Holly discusses Corneal Refractive Therapy
Corneal molding, or CRT, is a method used to correct or slow the progression of myopia (nearsightedness) by wearing special hard contact lenses that reshape your eyes overnight, allowing you to be free of glasses or contact lenses during day. While success rates for CRT are generally higher for more mild vision prescriptions, stronger prescriptions can also be corrected. According to FDA trials conducted on CRT lenses, more than 65% of CRT patients were provided with 20/20 visual acuity. A whopping number of more than 90% of CRT patients achieved 20/40 vision or better (this is the legal requirement for driving without vision correction in most states).
The process is quite simple. The CRT molds are inserted at bedtime and worn as you sleep. Throughout the night, the lenses gently reshape your cornea so that your vision is clear the following morning. The correction is temporary, so in order to maintain sharp visual acuity on a daily basis, you need to wear the CRT reshaping lenses every night.
CRT is very suitable for nearsighted people who are not appropriate candidates for vision correction surgery, such as children. Individuals of all ages with healthy eyes can try CRT. People who require vision correction and engage regularly in sports or work in extremely dusty, dirty environments will also appreciate the convenience of CRT.
What is corneal refractive therapy?
It is a way for us to change a patient’s prescription without actually performing surgery to the eye. The patient wears a hard, breathable contact lens at night that reshapes the surface of the eye while he or she sleeps. This manipulates the prescription and allows the patient to see clearly during the day without the help of contact lenses or glasses.
Who is a candidate for CRT?
Any nearsighted patient with healthy eyes is a possible candidate for CRT.
Can children wear them?
While CRT works for adults, it was specifically designed to slow the progression of nearsightedness in children. If we begin CRT on a child at the first signs of nearsightedness, we can slow down or possibly even stop the negative changes to their vision over time.
Is it painful?
When you first begin wearing CRT molds, you will have lens awareness until you get used to having hard contact lenses in your eyes. This slight discomfort will quickly subside and you will have no trouble wearing these molds while you sleep.
Are they difficult to put in and remove?
Inserting CRT molds is slightly different from regular contact lenses because they are designed to suction to the center of the eye. Once you learn the technique, it is very simple. You must use a special plunger to remove the molds from your eyes in the morning, which is also a very easy process.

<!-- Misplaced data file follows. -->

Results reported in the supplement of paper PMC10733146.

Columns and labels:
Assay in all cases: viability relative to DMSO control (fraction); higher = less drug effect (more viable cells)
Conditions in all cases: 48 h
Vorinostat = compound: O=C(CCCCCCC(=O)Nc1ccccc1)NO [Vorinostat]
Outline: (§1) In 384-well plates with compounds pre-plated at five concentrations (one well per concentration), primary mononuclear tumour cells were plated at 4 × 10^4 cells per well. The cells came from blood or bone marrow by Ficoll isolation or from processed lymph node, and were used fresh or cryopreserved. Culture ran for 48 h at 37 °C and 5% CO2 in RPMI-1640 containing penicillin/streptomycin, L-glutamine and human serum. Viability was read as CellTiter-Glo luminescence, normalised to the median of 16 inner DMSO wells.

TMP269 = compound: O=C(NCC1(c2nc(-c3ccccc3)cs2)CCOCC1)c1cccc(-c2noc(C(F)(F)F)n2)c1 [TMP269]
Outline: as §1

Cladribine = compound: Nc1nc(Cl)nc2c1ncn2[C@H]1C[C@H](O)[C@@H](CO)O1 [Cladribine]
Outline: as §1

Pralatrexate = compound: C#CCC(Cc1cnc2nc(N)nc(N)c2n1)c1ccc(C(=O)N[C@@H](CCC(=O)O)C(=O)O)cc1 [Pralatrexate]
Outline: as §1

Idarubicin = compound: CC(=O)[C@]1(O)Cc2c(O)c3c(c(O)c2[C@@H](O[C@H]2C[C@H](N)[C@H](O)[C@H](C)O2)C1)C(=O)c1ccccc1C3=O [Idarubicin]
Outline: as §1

How long does it take to correct my vision?
This depends on your specific prescription. The higher the prescription, the longer it will take to fully correct your vision. Low prescriptions can see full correction within the first night of wearing the molds. For higher prescriptions, it can take longer to stabilize the changes to the surface of the eye and optimize the vision.
Is it permanent?
No. You must continue to wear the molds to ensure optimal vision. If the molds aren’t continuously worn, your cornea will gradually return to its original shape.
What happens to my vision if I stop wearing them?
You will go through a similar transition period to when you began wearing molds as your vision gradually changes back to your original prescription. It can take a week or so for your vision to return to a point where you can comfortably wear your glasses or regular contact lenses again.
Can I see when I’m wearing the molds?
They do function just like regular contact lenses. While they are meant to be worn while you sleep, you can easily put them in before bedtime and then continue to see well as you complete your nightly routine.
How much do they cost compared to regular contact lenses?
CRT molds are very similar in price to daily contact lenses. They are slightly higher than a monthly or biweekly contact lens, but they are extremely affordable.
Will my insurance cover them?
Your insurance treats them just like regular contact lenses. So if you have vision benefits that contribute toward contact lenses, these benefits will also apply to CRT molds.
How often do I have to purchase new ones?
This will vary from patient to patient. It is dependent on how they are cared for and how the molds hold up over time. Typically they are replaced once a year, but there are times that they can be worn for over a year.